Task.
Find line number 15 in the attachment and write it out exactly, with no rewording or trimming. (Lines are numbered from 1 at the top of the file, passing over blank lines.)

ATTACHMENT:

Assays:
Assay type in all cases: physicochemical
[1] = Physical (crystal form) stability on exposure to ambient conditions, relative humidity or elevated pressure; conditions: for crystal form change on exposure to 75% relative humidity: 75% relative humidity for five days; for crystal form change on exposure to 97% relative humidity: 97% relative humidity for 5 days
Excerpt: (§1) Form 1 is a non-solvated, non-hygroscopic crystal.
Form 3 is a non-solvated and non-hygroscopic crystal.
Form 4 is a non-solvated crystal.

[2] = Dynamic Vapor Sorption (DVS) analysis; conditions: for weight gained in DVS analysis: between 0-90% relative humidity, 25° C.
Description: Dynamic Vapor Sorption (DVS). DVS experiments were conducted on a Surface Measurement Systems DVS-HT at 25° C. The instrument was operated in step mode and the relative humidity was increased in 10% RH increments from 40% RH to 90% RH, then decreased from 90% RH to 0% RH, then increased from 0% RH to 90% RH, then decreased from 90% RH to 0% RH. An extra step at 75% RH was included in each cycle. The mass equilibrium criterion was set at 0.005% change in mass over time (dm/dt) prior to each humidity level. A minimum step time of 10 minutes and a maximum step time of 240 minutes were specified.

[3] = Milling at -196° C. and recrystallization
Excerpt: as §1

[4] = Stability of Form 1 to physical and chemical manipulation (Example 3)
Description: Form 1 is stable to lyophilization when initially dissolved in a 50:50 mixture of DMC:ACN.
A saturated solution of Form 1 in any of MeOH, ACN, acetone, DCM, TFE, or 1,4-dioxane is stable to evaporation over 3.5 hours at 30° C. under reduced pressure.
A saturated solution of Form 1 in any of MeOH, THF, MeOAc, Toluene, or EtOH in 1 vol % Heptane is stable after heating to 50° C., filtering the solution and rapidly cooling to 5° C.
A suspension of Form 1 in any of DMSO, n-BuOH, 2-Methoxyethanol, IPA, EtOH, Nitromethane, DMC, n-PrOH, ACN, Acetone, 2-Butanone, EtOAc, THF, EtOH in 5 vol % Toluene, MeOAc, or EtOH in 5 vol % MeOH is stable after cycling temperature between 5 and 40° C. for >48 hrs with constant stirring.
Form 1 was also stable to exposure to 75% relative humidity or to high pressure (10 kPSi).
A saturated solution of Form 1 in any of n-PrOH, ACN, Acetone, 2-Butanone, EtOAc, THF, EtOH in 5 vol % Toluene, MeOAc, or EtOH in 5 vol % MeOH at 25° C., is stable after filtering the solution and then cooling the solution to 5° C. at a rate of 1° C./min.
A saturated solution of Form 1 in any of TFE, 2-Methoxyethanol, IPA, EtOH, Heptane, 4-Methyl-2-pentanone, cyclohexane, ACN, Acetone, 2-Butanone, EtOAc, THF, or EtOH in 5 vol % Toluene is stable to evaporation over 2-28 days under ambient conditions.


A suspension of Form 1 in any of DMSO, n-BuOH, 2-Methoxyethanol, IPA, EtOH, Nitromethane, DMC, n-PrOH, ACN, Acetone, 2-Butanone, EtOAc, THF, EtOH in 5 vol % Toluene, MeOAc, or EtOH in 5 vol % MeOH is stable after cycling temperature between 5 and 40° C. for >48 hrs with constant stirring.